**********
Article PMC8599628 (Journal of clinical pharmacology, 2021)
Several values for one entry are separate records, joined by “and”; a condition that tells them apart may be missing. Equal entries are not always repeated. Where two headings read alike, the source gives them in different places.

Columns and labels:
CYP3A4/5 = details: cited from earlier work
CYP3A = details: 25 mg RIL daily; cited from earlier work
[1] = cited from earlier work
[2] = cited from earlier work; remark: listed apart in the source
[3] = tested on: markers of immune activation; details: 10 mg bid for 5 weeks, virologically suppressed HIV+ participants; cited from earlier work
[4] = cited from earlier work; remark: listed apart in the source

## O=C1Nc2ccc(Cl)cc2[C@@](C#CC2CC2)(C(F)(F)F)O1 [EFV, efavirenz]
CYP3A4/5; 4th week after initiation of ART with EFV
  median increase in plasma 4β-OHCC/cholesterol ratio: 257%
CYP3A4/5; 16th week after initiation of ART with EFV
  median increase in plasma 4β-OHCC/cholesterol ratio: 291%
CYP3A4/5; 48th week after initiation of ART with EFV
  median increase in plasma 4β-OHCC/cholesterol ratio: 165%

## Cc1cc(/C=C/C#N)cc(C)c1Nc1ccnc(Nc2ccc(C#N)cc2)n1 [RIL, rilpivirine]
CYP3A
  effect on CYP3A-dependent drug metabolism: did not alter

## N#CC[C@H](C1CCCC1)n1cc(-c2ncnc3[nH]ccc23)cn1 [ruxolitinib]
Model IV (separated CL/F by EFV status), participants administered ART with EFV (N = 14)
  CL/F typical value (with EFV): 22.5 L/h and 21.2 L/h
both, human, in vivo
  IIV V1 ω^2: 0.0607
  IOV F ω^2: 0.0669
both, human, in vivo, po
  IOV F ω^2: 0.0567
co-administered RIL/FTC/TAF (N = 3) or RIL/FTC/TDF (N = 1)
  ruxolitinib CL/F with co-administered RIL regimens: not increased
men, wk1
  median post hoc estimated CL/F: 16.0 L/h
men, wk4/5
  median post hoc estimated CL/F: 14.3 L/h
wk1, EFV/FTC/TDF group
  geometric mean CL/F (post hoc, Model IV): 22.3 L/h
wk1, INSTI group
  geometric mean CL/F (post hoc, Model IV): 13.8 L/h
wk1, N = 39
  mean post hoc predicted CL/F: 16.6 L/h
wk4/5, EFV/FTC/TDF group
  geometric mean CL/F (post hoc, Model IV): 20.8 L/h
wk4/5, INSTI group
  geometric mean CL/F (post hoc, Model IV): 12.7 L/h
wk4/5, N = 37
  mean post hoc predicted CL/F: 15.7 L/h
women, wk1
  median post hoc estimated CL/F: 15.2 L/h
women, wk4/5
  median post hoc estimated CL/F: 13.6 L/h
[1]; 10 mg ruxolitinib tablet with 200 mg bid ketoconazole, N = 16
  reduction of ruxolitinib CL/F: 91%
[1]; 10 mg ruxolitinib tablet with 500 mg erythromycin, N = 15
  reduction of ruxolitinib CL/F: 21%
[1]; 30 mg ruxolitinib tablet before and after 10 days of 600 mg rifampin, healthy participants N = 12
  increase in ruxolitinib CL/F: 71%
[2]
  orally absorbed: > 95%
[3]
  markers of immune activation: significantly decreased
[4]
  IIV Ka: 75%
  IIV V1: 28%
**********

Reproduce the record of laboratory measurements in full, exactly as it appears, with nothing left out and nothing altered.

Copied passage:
Article PMC8599628 (Journal of clinical pharmacology, 2021)
Several values for one entry are separate records, joined by “and”; a condition that tells them apart may be missing. Equal entries are not always repeated. Where two headings read alike, the source gives them in different places.

Columns and labels:
CYP3A4/5 = details: cited from earlier work
CYP3A = details: 25 mg RIL daily; cited from earlier work
[1] = cited from earlier work
[2] = cited from earlier work; remark: listed apart in the source
[3] = tested on: markers of immune activation; details: 10 mg bid for 5 weeks, virologically suppressed HIV+ participants; cited from earlier work
[4] = cited from earlier work; remark: listed apart in the source

## O=C1Nc2ccc(Cl)cc2[C@@](C#CC2CC2)(C(F)(F)F)O1 [EFV, efavirenz]
CYP3A4/5; 4th week after initiation of ART with EFV
  median increase in plasma 4β-OHCC/cholesterol ratio: 257%
CYP3A4/5; 16th week after initiation of ART with EFV
  median increase in plasma 4β-OHCC/cholesterol ratio: 291%
CYP3A4/5; 48th week after initiation of ART with EFV
  median increase in plasma 4β-OHCC/cholesterol ratio: 165%

## Cc1cc(/C=C/C#N)cc(C)c1Nc1ccnc(Nc2ccc(C#N)cc2)n1 [RIL, rilpivirine]
CYP3A
  effect on CYP3A-dependent drug metabolism: did not alter

## N#CC[C@H](C1CCCC1)n1cc(-c2ncnc3[nH]ccc23)cn1 [ruxolitinib]
Model IV (separated CL/F by EFV status), participants administered ART with EFV (N = 14)
  CL/F typical value (with EFV): 22.5 L/h and 21.2 L/h
both, human, in vivo
  IIV V1 ω^2: 0.0607
  IOV F ω^2: 0.0669
both, human, in vivo, po
  IOV F ω^2: 0.0567
co-administered RIL/FTC/TAF (N = 3) or RIL/FTC/TDF (N = 1)
  ruxolitinib CL/F with co-administered RIL regimens: not increased
men, wk1
  median post hoc estimated CL/F: 16.0 L/h
men, wk4/5
  median post hoc estimated CL/F: 14.3 L/h
wk1, EFV/FTC/TDF group
  geometric mean CL/F (post hoc, Model IV): 22.3 L/h
wk1, INSTI group
  geometric mean CL/F (post hoc, Model IV): 13.8 L/h
wk1, N = 39
  mean post hoc predicted CL/F: 16.6 L/h
wk4/5, EFV/FTC/TDF group
  geometric mean CL/F (post hoc, Model IV): 20.8 L/h
wk4/5, INSTI group
  geometric mean CL/F (post hoc, Model IV): 12.7 L/h
wk4/5, N = 37
  mean post hoc predicted CL/F: 15.7 L/h
women, wk1
  median post hoc estimated CL/F: 15.2 L/h
women, wk4/5
  median post hoc estimated CL/F: 13.6 L/h
[1]; 10 mg ruxolitinib tablet with 200 mg bid ketoconazole, N = 16
  reduction of ruxolitinib CL/F: 91%
[1]; 10 mg ruxolitinib tablet with 500 mg erythromycin, N = 15
  reduction of ruxolitinib CL/F: 21%
[1]; 30 mg ruxolitinib tablet before and after 10 days of 600 mg rifampin, healthy participants N = 12
  increase in ruxolitinib CL/F: 71%
[2]
  orally absorbed: > 95%
[3]
  markers of immune activation: significantly decreased
[4]
  IIV Ka: 75%
  IIV V1: 28%